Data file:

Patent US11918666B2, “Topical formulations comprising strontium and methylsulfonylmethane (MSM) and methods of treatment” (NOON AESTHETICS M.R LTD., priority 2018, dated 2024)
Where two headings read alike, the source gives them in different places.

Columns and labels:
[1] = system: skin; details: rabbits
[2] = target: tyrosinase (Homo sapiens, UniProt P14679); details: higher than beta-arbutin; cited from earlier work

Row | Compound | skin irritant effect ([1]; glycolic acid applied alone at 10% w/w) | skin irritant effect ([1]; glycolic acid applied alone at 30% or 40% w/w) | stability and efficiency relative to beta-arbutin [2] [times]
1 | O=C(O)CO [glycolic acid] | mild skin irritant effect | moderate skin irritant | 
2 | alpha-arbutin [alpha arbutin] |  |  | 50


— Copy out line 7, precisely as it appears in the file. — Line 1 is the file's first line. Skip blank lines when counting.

1 | O=C(O)CO [glycolic acid] | mild skin irritant effect | moderate skin irritant | 